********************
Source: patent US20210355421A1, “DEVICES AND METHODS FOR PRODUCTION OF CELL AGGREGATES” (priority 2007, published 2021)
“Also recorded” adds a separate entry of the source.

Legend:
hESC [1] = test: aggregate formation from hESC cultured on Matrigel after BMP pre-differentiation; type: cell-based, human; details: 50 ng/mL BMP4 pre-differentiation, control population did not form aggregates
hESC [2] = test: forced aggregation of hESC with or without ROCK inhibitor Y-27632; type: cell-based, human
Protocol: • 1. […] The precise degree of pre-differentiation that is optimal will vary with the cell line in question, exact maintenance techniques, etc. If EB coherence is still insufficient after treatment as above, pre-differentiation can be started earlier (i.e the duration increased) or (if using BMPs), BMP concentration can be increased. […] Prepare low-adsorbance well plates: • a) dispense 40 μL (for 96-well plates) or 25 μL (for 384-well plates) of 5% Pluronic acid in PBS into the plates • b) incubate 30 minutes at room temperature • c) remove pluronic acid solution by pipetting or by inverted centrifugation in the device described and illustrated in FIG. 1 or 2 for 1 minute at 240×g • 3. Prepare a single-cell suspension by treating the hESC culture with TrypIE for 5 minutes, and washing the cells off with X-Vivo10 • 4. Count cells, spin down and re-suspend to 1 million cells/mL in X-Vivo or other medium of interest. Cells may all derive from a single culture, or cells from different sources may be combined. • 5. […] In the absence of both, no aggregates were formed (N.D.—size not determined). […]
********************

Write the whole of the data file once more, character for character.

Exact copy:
Source: patent US20210355421A1, “DEVICES AND METHODS FOR PRODUCTION OF CELL AGGREGATES” (priority 2007, published 2021)
“Also recorded” adds a separate entry of the source.

Legend:
hESC [1] = test: aggregate formation from hESC cultured on Matrigel after BMP pre-differentiation; type: cell-based, human; details: 50 ng/mL BMP4 pre-differentiation, control population did not form aggregates
hESC [2] = test: forced aggregation of hESC with or without ROCK inhibitor Y-27632; type: cell-based, human
Protocol: • 1. […] The precise degree of pre-differentiation that is optimal will vary with the cell line in question, exact maintenance techniques, etc. If EB coherence is still insufficient after treatment as above, pre-differentiation can be started earlier (i.e the duration increased) or (if using BMPs), BMP concentration can be increased. […] Prepare low-adsorbance well plates: • a) dispense 40 μL (for 96-well plates) or 25 μL (for 384-well plates) of 5% Pluronic acid in PBS into the plates • b) incubate 30 minutes at room temperature • c) remove pluronic acid solution by pipetting or by inverted centrifugation in the device described and illustrated in FIG. 1 or 2 for 1 minute at 240×g • 3. Prepare a single-cell suspension by treating the hESC culture with TrypIE for 5 minutes, and washing the cells off with X-Vivo10 • 4. Count cells, spin down and re-suspend to 1 million cells/mL in X-Vivo or other medium of interest. Cells may all derive from a single culture, or cells from different sources may be combined. • 5. […] In the absence of both, no aggregates were formed (N.D.—size not determined). […]